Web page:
Still rehabbing from surgery, I have been itching to camp and hike new places. I am very limited regarding distance and elevation…
This past weekend was spectacular for February – mid-50s, lows around 30…
Desoto Falls Recreation area had been on my “to explore” list… *not to be confused with Desoto State Park in Alabama…
This is a USFS area… Two loops for camping. The lower loop has multiple huge sites right on the creek. Standard fare of fire pit, picnic table, tent pad, lantern hook. There is water and a chemical vault toilet. Tons of rhododendron and large trees. Despite the spacious sites, there isn’t a lot of privacy… I recommend sites 14, 15… They are farthest away. Site 24 is also huge. Plenty of room for hammocks.
The upper loop has approximately 6-8 sites, much closer and not on water. But, they do have a bathhouse with flush toilets…
Camping is $6 off-season and $12 during prime season.
I was the only person camping this weekend but there were at least a dozen vehicles driving thru the loop during the day. Never saw a Ranger… There are warnings about the area being active for bears. I heard an owl and saw one squirrel. They do have bear -proof trash cans.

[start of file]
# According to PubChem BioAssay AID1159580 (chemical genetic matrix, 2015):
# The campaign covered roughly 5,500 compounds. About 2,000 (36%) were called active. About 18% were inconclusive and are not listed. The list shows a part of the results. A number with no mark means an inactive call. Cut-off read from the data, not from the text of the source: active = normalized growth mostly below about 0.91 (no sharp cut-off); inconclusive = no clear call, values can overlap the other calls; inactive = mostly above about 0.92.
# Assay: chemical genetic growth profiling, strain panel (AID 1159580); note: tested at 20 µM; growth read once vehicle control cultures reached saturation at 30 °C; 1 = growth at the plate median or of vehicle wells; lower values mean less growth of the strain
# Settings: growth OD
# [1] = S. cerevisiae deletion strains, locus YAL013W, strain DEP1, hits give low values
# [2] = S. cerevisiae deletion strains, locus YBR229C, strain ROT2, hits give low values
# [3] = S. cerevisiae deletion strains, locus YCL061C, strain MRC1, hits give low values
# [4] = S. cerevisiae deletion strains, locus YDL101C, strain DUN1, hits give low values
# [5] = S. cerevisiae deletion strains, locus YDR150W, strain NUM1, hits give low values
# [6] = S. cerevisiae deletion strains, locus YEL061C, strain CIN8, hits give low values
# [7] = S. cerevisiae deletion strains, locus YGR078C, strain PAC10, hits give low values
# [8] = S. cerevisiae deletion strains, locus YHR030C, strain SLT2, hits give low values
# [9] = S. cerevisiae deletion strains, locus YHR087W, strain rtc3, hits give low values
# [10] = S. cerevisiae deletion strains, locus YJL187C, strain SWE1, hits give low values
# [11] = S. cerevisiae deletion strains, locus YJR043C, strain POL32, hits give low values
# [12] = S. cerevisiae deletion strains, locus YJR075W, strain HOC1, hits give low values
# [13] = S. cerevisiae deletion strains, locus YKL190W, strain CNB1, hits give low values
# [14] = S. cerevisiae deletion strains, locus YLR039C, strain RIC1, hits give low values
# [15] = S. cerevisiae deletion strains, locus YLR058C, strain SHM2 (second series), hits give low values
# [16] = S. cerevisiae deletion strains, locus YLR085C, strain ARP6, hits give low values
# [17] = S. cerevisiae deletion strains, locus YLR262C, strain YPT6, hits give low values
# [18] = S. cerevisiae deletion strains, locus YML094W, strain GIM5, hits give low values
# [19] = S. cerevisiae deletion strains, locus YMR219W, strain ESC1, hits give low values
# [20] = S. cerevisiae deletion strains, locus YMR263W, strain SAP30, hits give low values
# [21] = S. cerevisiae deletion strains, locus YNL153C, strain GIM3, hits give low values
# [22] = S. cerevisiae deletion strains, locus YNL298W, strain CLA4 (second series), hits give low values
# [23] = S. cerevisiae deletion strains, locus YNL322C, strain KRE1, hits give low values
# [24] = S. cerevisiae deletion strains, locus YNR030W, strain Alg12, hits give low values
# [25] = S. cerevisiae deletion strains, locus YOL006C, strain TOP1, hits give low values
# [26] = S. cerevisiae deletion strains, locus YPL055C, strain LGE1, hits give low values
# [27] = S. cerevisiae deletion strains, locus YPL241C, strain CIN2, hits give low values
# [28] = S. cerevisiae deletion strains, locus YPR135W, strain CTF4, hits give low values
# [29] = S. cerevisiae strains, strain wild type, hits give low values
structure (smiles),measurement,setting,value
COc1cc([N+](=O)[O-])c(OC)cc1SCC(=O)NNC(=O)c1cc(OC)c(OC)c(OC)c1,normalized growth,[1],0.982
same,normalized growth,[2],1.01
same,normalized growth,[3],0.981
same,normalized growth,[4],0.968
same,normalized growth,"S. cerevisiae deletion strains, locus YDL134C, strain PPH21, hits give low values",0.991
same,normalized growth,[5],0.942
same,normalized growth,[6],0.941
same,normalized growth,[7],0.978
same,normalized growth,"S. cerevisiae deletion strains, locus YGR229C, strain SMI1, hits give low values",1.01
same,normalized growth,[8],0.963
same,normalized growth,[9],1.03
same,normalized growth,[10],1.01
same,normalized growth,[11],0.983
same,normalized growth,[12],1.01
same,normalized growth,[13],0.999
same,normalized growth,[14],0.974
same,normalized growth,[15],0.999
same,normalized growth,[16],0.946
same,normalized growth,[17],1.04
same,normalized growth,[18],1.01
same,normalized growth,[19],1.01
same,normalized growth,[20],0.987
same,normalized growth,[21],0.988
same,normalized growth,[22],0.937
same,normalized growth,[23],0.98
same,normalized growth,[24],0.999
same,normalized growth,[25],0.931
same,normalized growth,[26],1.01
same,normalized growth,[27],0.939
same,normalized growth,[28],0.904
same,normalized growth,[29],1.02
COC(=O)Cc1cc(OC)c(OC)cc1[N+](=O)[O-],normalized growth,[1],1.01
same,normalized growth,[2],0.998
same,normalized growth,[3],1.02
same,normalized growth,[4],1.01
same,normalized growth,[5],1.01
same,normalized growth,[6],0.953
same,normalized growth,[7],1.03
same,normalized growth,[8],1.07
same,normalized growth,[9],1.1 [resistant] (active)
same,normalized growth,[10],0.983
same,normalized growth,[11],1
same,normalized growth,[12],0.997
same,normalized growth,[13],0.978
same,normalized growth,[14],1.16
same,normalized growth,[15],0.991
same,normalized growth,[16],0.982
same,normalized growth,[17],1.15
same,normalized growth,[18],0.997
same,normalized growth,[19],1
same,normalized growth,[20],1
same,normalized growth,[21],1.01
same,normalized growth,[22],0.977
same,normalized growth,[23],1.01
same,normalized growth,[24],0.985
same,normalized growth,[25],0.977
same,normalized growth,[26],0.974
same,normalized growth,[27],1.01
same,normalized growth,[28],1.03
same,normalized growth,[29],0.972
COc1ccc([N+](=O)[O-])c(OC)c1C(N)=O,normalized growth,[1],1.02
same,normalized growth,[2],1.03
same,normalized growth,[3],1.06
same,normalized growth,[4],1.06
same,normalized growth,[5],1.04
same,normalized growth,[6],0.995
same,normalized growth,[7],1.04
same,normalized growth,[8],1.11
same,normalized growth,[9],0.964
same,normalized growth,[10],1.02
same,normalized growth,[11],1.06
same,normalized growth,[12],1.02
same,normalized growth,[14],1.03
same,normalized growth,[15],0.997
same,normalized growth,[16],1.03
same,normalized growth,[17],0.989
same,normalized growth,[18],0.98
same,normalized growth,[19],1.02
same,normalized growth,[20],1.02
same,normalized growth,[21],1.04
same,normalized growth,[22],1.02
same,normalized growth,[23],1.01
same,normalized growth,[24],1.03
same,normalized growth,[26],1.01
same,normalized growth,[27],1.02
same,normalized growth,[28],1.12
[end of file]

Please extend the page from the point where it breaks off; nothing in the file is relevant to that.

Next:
There are numerous very large trees down. Some have been “cut down” to size of a barrel. Bring an axe and you will be set for wood.
A major negative about this place… It is RIGHT off the road, so you will hear crotch rockets all day and 18 Wheelers all night. Despite how loud the creek is , it does not down out the sound. If not for that, this would be a fave destination for a car camping trip.
It indicates no camping on trail side of creek. I did see some fire rings though. I am not sure how enforced it is. Still, I heard trucks and crotch rockets most of the hike, so it wouldn’t be a solution for peace and quiet.
The trails… You can access both trails from the loop – there’s a cabana, with a bridge crossing the stream. Head right for the upper falls. The trail is 3/4 of a mile, one way. Part of it is gravel with several benches. The trail is not flat, but it is far from strenuous. It gets muddy the last 1/4 mile and it is a bit more uneven, rocky, etc.
Most of the trail is lined with rhododendron, but there are numerous spots where you can easily access other views of the creek.
There are bridges for water crossings and a nice viewing platform for the falls with a bench. People are encouraged not to climb the falls for there have been “numerous deaths”. It looks like more of a concern for erosion.
The falls are lovely but a heavy rainfall really makes them robust. I’m sure it can be a trickle in summer.
Instead of hiking all the way back to the bridge, I opted to ford the creek at camp site 14. It was ankle deep, not slippery. You will see a blue marker and can see the campsites from the trail.